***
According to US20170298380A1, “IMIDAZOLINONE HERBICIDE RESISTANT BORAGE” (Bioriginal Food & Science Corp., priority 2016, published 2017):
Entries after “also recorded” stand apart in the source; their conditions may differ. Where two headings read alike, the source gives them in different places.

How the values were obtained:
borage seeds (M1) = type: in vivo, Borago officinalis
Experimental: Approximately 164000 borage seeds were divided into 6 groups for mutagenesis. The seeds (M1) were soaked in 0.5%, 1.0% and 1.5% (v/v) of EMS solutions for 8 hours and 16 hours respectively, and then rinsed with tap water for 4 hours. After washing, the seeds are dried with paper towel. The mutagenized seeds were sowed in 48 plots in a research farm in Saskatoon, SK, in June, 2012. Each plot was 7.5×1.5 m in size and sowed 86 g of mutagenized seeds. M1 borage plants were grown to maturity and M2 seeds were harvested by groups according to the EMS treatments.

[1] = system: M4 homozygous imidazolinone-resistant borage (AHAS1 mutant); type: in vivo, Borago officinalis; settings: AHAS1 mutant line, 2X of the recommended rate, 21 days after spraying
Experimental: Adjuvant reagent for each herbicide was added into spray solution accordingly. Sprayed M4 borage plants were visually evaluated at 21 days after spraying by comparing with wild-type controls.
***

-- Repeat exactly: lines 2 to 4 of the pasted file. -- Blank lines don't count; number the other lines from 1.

Entries after “also recorded” stand apart in the source; their conditions may differ. Where two headings read alike, the source gives them in different places.

How the values were obtained:
borage seeds (M1) = type: in vivo, Borago officinalis